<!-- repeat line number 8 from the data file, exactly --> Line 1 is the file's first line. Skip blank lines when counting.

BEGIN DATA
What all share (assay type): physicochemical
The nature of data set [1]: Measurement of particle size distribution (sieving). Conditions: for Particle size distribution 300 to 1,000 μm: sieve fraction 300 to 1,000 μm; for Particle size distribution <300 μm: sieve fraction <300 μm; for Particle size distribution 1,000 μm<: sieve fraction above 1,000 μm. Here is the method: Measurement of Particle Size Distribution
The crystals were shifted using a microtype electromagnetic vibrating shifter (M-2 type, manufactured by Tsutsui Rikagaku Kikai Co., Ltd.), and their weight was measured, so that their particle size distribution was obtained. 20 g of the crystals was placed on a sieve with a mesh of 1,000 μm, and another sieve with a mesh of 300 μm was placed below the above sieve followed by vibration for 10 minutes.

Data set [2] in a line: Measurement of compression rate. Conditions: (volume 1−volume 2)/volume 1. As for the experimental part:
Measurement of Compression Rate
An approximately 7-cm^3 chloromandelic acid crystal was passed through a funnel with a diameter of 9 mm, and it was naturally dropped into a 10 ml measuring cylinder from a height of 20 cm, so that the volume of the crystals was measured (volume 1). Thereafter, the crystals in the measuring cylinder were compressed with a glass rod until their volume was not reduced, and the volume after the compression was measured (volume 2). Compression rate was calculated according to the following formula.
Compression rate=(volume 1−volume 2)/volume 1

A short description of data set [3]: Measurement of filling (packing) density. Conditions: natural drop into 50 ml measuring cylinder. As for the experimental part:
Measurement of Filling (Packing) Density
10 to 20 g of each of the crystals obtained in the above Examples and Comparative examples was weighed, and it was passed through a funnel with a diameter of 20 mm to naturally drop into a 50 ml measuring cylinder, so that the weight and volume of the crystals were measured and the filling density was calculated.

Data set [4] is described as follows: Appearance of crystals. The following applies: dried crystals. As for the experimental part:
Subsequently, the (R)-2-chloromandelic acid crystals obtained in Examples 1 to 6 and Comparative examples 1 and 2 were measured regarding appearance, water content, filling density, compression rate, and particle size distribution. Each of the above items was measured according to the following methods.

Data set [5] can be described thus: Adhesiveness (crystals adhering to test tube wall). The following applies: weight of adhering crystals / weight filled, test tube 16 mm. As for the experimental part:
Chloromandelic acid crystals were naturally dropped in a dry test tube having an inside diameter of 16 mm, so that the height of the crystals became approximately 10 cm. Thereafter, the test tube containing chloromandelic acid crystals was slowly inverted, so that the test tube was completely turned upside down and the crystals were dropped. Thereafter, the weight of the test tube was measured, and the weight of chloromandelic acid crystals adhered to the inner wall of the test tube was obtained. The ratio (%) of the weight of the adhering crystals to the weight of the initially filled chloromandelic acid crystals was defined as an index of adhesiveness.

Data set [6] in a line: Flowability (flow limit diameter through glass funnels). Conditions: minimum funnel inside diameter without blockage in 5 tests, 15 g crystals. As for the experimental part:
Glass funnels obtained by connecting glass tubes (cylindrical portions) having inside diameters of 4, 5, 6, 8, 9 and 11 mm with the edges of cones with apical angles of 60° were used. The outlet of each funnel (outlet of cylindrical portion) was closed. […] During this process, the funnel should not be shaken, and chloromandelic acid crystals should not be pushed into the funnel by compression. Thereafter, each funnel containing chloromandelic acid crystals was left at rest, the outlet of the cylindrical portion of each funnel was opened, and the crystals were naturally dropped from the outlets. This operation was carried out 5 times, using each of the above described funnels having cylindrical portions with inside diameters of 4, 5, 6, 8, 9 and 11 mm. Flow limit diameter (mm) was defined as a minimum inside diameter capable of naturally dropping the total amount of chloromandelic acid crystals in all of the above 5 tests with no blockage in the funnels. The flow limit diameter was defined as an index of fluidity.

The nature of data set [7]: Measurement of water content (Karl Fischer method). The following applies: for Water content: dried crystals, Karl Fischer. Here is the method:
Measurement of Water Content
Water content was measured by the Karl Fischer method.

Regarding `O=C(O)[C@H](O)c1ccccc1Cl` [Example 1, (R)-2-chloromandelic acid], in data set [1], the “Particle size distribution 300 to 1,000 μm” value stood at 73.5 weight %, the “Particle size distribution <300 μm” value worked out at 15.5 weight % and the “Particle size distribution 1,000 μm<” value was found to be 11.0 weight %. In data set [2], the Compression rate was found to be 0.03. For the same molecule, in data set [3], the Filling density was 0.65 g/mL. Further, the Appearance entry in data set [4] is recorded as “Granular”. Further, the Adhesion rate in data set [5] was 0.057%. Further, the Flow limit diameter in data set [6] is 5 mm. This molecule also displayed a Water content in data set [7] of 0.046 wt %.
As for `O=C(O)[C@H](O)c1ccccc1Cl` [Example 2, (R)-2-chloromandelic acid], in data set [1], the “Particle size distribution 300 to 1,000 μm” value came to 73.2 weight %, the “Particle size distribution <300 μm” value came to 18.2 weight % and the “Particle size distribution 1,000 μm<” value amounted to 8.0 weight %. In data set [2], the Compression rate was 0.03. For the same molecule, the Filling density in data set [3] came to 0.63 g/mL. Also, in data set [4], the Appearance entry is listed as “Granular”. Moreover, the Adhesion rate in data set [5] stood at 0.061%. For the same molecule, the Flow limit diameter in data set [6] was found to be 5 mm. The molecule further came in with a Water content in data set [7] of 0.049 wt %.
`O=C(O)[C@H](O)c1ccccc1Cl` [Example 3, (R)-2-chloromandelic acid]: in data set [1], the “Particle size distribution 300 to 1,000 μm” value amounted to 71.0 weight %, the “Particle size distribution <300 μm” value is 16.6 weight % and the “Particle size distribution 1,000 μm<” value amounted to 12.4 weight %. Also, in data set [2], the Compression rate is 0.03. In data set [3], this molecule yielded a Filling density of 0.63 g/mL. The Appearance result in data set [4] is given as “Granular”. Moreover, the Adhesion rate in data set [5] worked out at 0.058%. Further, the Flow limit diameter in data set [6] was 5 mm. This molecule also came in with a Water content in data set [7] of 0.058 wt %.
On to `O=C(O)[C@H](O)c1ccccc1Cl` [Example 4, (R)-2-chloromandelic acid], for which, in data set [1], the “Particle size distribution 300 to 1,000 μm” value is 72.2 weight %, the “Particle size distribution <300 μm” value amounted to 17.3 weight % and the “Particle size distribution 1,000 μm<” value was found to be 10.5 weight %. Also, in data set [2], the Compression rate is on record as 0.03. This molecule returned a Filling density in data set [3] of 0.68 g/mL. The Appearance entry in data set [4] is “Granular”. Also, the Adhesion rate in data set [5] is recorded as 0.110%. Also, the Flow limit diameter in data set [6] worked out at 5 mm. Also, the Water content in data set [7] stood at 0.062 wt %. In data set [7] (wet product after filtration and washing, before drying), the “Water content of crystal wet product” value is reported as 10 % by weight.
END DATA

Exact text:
A short description of data set [3]: Measurement of filling (packing) density. Conditions: natural drop into 50 ml measuring cylinder. As for the experimental part: